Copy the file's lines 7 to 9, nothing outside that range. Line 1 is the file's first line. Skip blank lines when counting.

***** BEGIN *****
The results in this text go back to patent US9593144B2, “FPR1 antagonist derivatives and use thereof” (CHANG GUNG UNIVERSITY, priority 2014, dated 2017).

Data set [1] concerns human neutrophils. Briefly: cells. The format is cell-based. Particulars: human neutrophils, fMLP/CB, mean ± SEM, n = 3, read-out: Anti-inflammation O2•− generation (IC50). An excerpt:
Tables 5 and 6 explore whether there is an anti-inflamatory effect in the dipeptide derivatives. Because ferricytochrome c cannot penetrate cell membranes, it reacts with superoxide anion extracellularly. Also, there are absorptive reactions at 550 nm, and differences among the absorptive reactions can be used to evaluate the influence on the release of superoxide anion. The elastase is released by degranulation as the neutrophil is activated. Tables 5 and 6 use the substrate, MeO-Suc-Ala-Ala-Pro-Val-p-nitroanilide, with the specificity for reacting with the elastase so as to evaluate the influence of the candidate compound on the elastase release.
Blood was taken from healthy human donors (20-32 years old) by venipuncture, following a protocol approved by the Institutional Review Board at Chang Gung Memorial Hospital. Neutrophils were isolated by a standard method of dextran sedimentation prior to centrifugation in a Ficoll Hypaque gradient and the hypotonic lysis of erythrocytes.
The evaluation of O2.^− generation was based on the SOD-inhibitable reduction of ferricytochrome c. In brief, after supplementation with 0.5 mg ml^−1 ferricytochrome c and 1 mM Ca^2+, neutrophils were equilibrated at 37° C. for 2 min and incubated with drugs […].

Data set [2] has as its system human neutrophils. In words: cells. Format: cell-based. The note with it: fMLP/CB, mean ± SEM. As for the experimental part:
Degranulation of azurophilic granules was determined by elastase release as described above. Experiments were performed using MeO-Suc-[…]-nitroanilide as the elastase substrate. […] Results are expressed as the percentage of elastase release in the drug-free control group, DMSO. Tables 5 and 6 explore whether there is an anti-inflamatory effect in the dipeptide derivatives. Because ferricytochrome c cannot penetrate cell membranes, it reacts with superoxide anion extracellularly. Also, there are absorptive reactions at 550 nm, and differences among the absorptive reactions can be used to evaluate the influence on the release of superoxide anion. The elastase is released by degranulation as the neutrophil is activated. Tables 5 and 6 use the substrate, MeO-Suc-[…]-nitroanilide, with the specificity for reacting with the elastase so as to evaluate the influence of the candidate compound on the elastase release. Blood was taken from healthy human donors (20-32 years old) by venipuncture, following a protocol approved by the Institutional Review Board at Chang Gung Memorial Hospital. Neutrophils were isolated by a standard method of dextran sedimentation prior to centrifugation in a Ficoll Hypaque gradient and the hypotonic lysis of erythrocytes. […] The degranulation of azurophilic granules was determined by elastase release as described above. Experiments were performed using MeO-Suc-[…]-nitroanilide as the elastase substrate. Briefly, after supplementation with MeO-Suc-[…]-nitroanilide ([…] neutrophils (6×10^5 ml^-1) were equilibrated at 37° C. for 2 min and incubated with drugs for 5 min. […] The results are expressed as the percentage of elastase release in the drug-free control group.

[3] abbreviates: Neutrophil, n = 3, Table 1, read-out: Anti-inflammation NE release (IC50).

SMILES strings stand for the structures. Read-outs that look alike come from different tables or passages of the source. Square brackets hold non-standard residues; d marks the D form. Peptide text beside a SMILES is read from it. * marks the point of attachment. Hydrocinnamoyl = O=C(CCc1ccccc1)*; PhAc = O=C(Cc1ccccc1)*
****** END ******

Degranulation of azurophilic granules was determined by elastase release as described above. Experiments were performed using MeO-Suc-[…]-nitroanilide as the elastase substrate. […] Results are expressed as the percentage of elastase release in the drug-free control group, DMSO. Tables 5 and 6 explore whether there is an anti-inflamatory effect in the dipeptide derivatives. Because ferricytochrome c cannot penetrate cell membranes, it reacts with superoxide anion extracellularly. Also, there are absorptive reactions at 550 nm, and differences among the absorptive reactions can be used to evaluate the influence on the release of superoxide anion. The elastase is released by degranulation as the neutrophil is activated. Tables 5 and 6 use the substrate, MeO-Suc-[…]-nitroanilide, with the specificity for reacting with the elastase so as to evaluate the influence of the candidate compound on the elastase release. Blood was taken from healthy human donors (20-32 years old) by venipuncture, following a protocol approved by the Institutional Review Board at Chang Gung Memorial Hospital. Neutrophils were isolated by a standard method of dextran sedimentation prior to centrifugation in a Ficoll Hypaque gradient and the hypotonic lysis of erythrocytes. […] The degranulation of azurophilic granules was determined by elastase release as described above. Experiments were performed using MeO-Suc-[…]-nitroanilide as the elastase substrate. Briefly, after supplementation with MeO-Suc-[…]-nitroanilide ([…] neutrophils (6×10^5 ml^-1) were equilibrated at 37° C. for 2 min and incubated with drugs for 5 min. […] The results are expressed as the percentage of elastase release in the drug-free control group.

[3] abbreviates: Neutrophil, n = 3, Table 1, read-out: Anti-inflammation NE release (IC50).

SMILES strings stand for the structures. Read-outs that look alike come from different tables or passages of the source. Square brackets hold non-standard residues; d marks the D form. Peptide text beside a SMILES is read from it. * marks the point of attachment. Hydrocinnamoyl = O=C(CCc1ccccc1)*; PhAc = O=C(Cc1ccccc1)*